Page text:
The advantage of the invention is illustrated with the following example. Consider a bank with hundreds of customer branch offices located throughout Europe, Asia, and North America. Each of these offices maintains a log of all customer trading activities, and information contained in these logs (e.g., size of trade, time of trade, etc.) are used by corporate headquarters in each region (e.g., continent) for research pertaining to the setting of commission rates, relocation of broker personnel, and the like.
In such an environment, it is possible to deploy a single reporting system located in, say, New York, which is capable of harvesting the trading information, and then disseminating it throughout the various global regions. For example, trading data from Hong Kong is piped to the databases in New York, where a report is run to display data characteristics, and this report is then requested by London headquarters for review (assuming that individuals in London knew of its existence).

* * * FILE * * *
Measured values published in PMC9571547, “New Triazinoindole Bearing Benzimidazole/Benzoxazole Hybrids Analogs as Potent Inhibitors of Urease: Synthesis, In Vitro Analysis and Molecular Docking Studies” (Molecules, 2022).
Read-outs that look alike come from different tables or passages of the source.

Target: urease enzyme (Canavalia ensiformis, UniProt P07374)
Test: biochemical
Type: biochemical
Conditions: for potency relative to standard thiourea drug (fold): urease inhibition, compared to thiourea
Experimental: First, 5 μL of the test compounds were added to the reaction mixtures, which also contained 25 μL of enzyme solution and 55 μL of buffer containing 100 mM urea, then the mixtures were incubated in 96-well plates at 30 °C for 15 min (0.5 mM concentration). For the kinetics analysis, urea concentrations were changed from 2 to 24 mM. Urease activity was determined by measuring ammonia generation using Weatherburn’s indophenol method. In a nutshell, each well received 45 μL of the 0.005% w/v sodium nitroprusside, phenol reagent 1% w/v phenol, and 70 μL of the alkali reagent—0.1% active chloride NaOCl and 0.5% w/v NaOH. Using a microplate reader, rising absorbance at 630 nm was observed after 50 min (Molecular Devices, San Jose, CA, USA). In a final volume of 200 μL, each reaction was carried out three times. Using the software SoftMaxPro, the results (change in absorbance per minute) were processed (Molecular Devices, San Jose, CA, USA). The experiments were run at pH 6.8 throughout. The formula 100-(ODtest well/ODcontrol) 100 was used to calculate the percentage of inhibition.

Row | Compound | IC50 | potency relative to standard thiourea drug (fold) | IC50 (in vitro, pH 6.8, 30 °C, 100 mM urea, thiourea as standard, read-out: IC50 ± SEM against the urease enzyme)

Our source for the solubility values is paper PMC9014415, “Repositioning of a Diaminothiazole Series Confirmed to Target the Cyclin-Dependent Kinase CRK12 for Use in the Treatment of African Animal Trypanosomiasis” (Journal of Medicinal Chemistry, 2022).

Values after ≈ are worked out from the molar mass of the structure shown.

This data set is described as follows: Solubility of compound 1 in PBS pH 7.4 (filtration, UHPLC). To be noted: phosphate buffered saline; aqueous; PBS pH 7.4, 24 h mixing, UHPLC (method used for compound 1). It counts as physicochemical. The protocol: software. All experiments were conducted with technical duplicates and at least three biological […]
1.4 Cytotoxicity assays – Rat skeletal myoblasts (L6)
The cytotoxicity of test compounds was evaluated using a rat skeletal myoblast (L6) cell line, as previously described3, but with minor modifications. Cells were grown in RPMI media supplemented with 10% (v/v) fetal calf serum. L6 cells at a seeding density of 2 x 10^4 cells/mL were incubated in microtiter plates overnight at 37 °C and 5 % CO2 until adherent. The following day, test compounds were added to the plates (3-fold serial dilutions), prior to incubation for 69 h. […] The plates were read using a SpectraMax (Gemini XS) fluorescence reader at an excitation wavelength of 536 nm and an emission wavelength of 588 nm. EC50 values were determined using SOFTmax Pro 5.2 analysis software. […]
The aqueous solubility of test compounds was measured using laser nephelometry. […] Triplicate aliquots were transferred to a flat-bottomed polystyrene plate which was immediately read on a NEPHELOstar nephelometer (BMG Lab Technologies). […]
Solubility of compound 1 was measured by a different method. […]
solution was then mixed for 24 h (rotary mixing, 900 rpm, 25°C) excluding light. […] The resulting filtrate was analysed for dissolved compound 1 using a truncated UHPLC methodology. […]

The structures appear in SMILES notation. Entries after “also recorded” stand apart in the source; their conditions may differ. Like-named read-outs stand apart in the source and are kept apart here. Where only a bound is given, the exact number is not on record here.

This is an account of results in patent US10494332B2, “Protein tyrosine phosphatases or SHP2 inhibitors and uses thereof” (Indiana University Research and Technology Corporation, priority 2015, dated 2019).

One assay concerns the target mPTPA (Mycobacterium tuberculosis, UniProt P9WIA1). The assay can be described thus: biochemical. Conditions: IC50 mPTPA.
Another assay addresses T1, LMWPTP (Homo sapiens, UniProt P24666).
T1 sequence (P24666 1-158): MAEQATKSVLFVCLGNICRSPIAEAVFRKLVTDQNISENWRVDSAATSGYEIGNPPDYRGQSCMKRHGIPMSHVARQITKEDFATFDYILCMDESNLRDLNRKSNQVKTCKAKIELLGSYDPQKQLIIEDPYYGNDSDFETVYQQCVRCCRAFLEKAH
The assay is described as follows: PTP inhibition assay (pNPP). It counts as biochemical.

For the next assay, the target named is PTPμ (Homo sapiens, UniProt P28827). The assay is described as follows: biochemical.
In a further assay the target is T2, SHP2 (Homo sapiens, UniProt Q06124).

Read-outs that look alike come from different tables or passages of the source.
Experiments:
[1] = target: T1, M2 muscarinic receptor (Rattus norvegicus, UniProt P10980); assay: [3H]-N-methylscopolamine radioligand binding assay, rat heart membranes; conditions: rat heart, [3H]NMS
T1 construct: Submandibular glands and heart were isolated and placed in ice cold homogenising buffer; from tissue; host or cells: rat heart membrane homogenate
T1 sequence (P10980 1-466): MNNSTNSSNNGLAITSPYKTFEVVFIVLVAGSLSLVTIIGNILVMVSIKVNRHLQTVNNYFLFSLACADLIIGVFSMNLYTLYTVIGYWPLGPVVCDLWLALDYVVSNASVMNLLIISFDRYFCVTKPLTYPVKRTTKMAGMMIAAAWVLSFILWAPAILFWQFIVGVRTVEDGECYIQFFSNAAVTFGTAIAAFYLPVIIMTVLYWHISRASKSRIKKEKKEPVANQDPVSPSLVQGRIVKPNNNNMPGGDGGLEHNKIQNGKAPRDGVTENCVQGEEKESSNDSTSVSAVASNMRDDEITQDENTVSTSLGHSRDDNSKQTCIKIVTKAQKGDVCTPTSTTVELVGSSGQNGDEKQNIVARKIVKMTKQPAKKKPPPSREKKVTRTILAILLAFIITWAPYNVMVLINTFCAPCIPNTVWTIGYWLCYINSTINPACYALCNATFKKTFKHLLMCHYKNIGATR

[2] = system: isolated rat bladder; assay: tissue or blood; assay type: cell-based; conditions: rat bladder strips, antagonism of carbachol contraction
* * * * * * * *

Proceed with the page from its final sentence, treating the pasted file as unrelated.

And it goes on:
The obvious drawback in this scenario is that the computing resource overhead to accomplish the required data transfers is overwhelming and the complexities involved with setting up such a global reporting system significantly tax the resources available to corporate information technology personnel. It is also important to note that users in different locations experience marked differences in performance when attempting to view reports.
With the cluster federation architecture of the invention, each of the regions deploys a separate, standalone reporting system that is clustered to provide the required scalability to match separate needs. Each customer office submits the required data to its local reporting system. From there, reports are generated and are published to any other cluster in another country. For example, a manager in Hong Kong can simply publish a “Sum of Days Trading” report from his office to New York. From there, US based managers can access the report from their own reporting system—with the same performance as those residing in Hong Kong.
Observe that information technology departments do not require a complex system setup for data delivery. Instead, as discussed below, the plug-in model utilized in accordance with the invention makes the publication of reports to another clustered system as simple as if a report were simply scheduled to a local printer.